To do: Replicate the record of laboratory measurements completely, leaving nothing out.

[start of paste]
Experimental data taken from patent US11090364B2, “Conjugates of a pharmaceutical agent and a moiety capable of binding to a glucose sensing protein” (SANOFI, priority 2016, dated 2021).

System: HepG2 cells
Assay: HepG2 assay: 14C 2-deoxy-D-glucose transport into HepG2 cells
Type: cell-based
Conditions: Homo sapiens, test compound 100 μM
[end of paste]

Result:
Experimental data taken from patent US11090364B2, “Conjugates of a pharmaceutical agent and a moiety capable of binding to a glucose sensing protein” (SANOFI, priority 2016, dated 2021).

System: HepG2 cells
Assay: HepG2 assay: 14C 2-deoxy-D-glucose transport into HepG2 cells
Type: cell-based
Conditions: Homo sapiens, test compound 100 μM